Sunday, July 19, 2009

New book out on early days of SF journalism

"In San Francisco, in 1856, at the corner of Montgomery and Washington, an infuriated San Francisco Supervisor, James P. Casey, shot and killed the editor of the Bulletin, who bore the quaint name, James King of William. Casey was arrested and jailed, only to be sprung and lynched by the Vigilance Committee."

That's the beginning of "War of Words," by Simon Read, a lively tale of mayhem, murder, lawlessness, and the creation of the Chron.

Here's a review that appeared in the Marin Independent Journal by Doug Maloney, a San Rafael attorney and former county counsel in Marin County.

3 comments:

Anonymous said...

I'd comment but Dave Price you're too much of a coward to approve posts that call you out. The press loves to trumpet their freedom of the press slogans and then behind the scenes behave as gatekeepers. Watch--you'll post this as if to suggest you do not have such a policy.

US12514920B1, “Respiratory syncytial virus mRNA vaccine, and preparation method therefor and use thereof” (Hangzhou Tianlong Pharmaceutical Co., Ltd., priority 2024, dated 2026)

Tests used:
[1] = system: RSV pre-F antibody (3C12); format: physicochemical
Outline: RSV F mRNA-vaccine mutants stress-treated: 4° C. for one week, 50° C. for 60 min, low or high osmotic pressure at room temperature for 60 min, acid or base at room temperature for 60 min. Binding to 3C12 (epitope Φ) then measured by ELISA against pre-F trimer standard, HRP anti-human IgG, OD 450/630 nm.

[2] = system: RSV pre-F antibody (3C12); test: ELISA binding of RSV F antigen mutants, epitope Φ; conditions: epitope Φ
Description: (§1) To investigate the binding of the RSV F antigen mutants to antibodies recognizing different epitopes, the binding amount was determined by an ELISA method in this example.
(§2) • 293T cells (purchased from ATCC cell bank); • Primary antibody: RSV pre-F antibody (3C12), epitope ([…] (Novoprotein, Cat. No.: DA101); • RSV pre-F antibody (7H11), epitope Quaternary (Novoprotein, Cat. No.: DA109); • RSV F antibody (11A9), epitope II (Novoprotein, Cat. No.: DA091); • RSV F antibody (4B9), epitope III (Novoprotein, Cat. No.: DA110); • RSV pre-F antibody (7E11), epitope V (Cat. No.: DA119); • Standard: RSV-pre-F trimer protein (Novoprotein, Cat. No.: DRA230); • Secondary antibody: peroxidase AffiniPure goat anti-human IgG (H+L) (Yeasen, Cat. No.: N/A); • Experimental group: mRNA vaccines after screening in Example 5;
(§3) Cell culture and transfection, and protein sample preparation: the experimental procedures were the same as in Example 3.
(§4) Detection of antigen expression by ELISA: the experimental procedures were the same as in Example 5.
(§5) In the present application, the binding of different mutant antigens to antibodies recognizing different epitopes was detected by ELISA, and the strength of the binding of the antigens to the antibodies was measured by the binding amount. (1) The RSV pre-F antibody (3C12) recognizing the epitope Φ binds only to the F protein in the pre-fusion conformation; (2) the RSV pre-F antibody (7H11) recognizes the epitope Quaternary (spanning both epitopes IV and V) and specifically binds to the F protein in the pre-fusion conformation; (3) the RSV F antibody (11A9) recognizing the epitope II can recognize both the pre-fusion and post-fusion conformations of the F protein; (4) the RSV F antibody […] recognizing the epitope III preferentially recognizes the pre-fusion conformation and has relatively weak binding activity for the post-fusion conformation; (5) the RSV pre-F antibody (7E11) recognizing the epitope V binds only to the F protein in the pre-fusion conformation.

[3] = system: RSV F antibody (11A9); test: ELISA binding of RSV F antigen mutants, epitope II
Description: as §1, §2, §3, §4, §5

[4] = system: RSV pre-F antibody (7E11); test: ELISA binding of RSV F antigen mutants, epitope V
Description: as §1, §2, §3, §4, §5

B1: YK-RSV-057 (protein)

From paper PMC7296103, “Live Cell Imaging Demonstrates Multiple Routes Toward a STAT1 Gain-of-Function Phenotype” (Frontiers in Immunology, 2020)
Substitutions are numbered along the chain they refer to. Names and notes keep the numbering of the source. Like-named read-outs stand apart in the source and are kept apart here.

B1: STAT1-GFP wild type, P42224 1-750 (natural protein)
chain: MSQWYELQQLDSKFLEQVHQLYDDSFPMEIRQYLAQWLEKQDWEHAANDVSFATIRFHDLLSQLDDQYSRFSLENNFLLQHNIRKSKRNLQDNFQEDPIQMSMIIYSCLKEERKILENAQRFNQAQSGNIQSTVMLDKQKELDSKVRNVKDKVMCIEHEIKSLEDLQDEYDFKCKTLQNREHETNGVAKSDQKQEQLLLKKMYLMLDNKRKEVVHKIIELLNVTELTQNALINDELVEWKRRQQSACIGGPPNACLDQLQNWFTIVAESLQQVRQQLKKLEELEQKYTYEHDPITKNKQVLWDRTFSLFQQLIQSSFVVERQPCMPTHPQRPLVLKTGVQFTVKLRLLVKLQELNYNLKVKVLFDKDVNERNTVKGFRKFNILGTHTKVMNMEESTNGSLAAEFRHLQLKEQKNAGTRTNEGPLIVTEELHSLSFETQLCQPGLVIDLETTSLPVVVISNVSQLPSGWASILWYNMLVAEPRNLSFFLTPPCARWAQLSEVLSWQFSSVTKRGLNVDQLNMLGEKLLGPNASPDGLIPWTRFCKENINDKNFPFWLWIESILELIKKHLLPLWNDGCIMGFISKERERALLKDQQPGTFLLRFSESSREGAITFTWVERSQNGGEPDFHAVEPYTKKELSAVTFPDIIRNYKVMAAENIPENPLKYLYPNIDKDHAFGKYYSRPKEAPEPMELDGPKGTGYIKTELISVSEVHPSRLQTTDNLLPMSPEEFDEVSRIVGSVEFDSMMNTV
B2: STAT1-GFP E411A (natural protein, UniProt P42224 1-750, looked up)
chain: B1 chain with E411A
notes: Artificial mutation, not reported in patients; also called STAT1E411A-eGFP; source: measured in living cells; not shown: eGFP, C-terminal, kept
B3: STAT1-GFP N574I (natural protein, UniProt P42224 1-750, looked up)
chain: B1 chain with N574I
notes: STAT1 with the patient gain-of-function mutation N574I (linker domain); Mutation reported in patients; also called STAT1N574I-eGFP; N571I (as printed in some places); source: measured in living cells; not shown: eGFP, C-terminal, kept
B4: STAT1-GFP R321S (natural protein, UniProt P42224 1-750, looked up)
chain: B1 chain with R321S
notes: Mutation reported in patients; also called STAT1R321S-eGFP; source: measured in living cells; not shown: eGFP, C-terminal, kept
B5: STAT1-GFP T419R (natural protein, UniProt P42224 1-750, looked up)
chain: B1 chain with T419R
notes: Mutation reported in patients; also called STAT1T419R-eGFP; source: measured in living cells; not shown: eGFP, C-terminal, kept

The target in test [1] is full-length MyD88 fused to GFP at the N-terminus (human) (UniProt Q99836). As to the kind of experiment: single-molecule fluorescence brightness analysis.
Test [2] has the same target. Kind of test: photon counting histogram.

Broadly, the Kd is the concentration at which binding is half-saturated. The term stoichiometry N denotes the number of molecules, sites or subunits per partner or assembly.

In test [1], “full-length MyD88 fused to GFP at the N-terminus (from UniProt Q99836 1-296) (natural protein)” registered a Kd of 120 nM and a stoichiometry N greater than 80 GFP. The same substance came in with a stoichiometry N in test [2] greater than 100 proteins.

Anonymous said...

Why does Price allow idiotic comments like that?

Anonymous said...

As a side note, that wasn't much of a review on Simon Read's book as it was a way to tie in the problems newspapers now face.
And as far as the media and freedom of the press, do we really want to go there? No, because we all know the ugly truth.
As a European immigrant, I laugh at the freedom of the press here. What freedom? And as for different editorial voices, you only two major newspapers in this area and that is your boast for divergent voices?
Simpletons, children, boorish buffoons. You could learn a lesson from your European ancestors.